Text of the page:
Review: A few hours with Motorola's Tundra

Motorola's Tundra is a phone built for abuse. Though simply specified given its $200 price tag -- and that's with a two-year contract -- you can drop, kick and even get it wet and expect it to survive. Here's video of it being flung hundreds of feet by a catapult. Here's video of it being stomped, bashed with a rubber mallet, run under the tap, and driven over by a car. It's military-grade, withstanding the benchmarks of dust, rain, humidity and temperature resistance outlined in MIL-STD-810F. According to Motorola, it will operate at between -10C and 55C, survive four-foot drops onto hard surfaces, and 15 minutes of use in heavy rainfall. That said, it's still not a particularly great cellphone. It's got a 3G GSM radio, push-to-talk and GPS. The menus are zip-fast, too, and the unit was perfectly reliable. But with little else to distinguish it from models that come free with cellular contracts, every penny of that stiff price tag is a waste if you don't have use for the armor.

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12 Responses to Review: A few hours with Motorola's Tundra

  1. AllenF says:

    I work in attics and in the summer a phone in the pocket is toast due to humidity. This phone will solve this problem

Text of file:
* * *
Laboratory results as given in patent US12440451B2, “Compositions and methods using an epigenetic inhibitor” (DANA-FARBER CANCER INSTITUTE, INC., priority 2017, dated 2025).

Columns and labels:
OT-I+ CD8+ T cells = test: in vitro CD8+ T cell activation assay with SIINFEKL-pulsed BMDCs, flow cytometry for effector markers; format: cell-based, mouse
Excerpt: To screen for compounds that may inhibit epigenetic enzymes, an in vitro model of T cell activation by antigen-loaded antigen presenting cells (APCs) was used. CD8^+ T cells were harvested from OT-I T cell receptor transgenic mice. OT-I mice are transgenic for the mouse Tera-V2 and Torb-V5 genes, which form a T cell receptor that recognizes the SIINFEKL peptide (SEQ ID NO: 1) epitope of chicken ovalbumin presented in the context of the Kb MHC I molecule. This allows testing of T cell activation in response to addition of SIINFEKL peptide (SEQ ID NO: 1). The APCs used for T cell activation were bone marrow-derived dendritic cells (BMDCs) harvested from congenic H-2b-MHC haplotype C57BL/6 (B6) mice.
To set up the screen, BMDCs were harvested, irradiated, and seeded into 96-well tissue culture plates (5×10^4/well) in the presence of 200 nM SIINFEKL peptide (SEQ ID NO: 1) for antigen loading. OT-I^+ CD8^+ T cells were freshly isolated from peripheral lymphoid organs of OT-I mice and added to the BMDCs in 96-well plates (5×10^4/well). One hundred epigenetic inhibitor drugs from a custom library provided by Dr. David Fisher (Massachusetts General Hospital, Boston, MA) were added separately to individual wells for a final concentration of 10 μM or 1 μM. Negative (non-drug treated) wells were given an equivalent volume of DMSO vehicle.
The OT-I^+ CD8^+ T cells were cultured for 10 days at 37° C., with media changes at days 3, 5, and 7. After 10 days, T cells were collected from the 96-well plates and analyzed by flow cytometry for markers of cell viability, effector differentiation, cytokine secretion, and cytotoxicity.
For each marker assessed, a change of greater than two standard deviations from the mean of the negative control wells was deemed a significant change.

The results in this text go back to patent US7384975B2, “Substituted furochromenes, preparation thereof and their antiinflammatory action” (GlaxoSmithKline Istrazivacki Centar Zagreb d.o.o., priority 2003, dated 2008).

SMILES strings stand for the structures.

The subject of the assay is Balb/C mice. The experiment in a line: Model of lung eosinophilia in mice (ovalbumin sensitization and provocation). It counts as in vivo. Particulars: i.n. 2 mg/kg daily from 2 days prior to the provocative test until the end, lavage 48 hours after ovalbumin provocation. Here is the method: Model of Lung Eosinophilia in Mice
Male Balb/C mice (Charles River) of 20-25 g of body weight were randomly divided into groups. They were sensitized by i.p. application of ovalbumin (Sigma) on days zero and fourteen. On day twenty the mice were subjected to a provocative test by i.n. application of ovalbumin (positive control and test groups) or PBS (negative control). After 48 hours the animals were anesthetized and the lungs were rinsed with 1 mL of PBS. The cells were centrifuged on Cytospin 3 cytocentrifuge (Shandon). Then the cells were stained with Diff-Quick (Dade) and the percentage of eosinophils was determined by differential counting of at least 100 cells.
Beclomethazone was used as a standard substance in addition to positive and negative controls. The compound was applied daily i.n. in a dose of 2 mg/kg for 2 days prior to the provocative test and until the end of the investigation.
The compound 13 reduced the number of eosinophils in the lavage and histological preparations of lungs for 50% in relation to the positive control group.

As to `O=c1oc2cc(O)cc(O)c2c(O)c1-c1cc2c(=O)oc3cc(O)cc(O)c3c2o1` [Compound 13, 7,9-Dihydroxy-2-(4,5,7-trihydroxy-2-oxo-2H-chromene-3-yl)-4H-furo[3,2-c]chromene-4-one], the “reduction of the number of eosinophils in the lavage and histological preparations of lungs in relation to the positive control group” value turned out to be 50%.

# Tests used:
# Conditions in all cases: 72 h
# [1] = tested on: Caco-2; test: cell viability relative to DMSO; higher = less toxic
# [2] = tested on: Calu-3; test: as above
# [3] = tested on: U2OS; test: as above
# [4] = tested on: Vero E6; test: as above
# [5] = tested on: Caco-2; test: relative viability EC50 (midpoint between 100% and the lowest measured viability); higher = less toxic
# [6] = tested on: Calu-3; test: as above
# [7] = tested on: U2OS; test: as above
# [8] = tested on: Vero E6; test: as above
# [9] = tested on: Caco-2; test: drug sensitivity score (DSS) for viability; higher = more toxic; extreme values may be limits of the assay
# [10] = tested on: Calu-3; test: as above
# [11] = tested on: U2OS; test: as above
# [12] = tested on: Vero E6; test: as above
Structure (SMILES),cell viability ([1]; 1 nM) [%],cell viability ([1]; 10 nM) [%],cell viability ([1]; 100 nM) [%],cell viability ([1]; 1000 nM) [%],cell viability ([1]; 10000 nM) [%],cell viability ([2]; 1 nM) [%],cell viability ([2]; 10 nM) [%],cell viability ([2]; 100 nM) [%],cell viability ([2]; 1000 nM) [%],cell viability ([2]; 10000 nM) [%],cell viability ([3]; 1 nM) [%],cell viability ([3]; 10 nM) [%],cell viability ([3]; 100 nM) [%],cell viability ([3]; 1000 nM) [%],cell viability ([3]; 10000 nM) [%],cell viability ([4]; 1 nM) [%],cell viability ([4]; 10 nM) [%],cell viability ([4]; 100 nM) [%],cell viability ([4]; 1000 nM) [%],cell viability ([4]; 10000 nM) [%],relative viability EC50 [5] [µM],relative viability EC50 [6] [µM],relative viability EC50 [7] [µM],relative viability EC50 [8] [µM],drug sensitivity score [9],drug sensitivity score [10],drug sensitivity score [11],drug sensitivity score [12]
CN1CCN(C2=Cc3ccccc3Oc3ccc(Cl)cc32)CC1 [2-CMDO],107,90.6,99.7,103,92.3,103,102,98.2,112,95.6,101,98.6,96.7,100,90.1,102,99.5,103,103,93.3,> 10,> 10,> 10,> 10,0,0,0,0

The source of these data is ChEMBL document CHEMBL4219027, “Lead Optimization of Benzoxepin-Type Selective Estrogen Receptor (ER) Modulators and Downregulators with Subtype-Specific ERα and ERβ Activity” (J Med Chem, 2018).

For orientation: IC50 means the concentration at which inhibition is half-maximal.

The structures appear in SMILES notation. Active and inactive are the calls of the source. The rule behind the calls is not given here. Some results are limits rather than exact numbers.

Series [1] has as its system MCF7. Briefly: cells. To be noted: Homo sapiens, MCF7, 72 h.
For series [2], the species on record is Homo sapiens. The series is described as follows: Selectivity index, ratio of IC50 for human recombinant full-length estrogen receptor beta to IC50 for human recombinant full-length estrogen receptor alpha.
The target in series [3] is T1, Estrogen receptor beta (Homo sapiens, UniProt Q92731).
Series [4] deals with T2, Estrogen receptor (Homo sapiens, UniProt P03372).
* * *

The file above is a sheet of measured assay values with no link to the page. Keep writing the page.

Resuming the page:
I demoed this phone on the floor of the 2009 CES show. I wanted a phone that first and foremost is a PHONE. All the other fru fru gay stuff is secondary and in fact I disable all of the ripoff overpriced sell you a ton of nonsense stuff to both save money and have far less distractions.

    On the CES floor with the huge amounts of noise this phones clear talk II feature was nothing short of amazing. I could hear clearly with no back ground noise drowning out the conversation on both sides of the conversation. The other guy was in a clear acrylic tube with loud football stadium crowd sound being pumped in. All I could hear was clear clean conversation. AWESOME!

    This is done by incorporating a small mic in the back of the flip top which is sampling the surrounding sounds and using noise cancelling technology.